URI: | http://dyuthi.cusat.ac.in/purl/40 |
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Dyuthi-T0177.pdf | (1.709Mb) |
Abstract: | Comets are the spectacular objects in the night sky since the dawn of mankind. Due to their giant apparitions and enigmatic behavior, followed by coincidental calamities, they were termed as notorious and called as `bad omens'. With a systematic study of these objects modern scienti c community understood that these objects are part of our solar system. Comets are believed to be remnant bodies of at the end of evolution of solar system and possess the material of solar nebula. Hence, these are considered as most pristine objects which can provide the information about the conditions of solar nebula. These are small bodies of our solar system, with a typical size of about a kilometer to a few tens of kilometers orbiting the Sun in highly elliptical orbits. The solid body of a comet is nucleus which is a conglomerated mixture of water ice, dust and some other gases. When the cometary nucleus advances towards the Sun in its orbit the ices sublimates and produces the gaseous envelope around the nucleus which is called coma. The gravity of cometary nucleus is very small and hence can not in uence the motion of gases in the cometary coma. Though the cometary nucleus is a few kilometers in size they can produce a transient, extensive, and expanding atmosphere with size several orders of magnitude larger in space. By ejecting gas and dust into space comets became the most active members of the solar system. The solar radiation and the solar wind in uences the motion of dust and ions and produces dust and ion tails, respectively. Comets have been observed in di erent spectral regions from rocket, ground and space borne optical instruments. The observed emission intensities are used to quantify the chemical abundances of di erent species in the comets. The study of various physical and chemical processes that govern these emissions is essential before estimating chemical abundances in the coma. Cameron band emission of CO molecule has been used to derive CO2 abundance in the comets based on the assumption that photodissociation of CO2 mainly produces these emissions. Similarly, the atomic oxygen visible emissions have been used to probe H2O in the cometary coma. The observed green ([OI] 5577 A) to red-doublet emission ([OI] 6300 and 6364 A) ratio has been used to con rm H2O as the parent species of these emissions. In this thesis a model is developed to understand the photochemistry of these emissions and applied to several comets. The model calculated emission intensities are compared with the observations done by space borne instruments like International Ultraviolet Explorer (IUE) and Hubble Space Telescope (HST) and also by various ground based telescopes. |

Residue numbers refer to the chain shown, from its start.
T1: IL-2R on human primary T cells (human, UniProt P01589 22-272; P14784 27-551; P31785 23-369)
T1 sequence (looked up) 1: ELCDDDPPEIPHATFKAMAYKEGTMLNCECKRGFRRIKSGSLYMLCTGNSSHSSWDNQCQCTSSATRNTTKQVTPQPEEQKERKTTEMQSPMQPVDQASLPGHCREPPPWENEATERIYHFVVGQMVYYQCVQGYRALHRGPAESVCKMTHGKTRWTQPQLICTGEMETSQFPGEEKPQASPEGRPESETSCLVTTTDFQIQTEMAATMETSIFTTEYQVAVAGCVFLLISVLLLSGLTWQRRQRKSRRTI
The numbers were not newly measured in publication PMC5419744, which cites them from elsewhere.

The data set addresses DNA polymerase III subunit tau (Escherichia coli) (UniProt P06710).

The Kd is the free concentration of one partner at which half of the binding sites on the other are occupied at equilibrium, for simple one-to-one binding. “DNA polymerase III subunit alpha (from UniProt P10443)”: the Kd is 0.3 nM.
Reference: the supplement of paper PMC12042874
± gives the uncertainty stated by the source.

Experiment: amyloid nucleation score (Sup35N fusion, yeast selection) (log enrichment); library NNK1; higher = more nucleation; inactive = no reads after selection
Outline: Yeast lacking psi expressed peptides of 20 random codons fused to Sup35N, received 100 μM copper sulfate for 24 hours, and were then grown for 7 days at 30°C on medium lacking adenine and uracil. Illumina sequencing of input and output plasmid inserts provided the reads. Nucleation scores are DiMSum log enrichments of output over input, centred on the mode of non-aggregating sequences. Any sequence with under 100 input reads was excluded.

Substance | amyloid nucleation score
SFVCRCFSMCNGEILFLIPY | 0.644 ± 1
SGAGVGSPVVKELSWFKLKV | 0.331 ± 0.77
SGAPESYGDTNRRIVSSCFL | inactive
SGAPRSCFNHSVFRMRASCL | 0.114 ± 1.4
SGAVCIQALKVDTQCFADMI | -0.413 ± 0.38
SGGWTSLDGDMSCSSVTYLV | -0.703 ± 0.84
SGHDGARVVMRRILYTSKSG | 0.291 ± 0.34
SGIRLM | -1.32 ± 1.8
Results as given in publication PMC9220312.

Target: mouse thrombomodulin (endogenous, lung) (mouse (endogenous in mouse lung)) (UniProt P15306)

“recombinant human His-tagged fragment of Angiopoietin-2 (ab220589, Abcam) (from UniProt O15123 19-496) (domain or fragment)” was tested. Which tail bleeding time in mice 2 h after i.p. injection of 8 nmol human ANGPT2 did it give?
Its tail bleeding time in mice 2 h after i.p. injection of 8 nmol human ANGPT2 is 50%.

Description: | Space Physics Laboratory Vikram Sarabhai Space Centre Indian Space Research Organisation Thiruvananthapuram |
URI: | http://dyuthi.cusat.ac.in/purl/3748 |
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Dyuthi-T1710.pdf | (9.535Mb) |
URI: | http://dyuthi.cusat.ac.in/purl/5447 |
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Dyuthi T-2488.pdf | (6.226Mb) |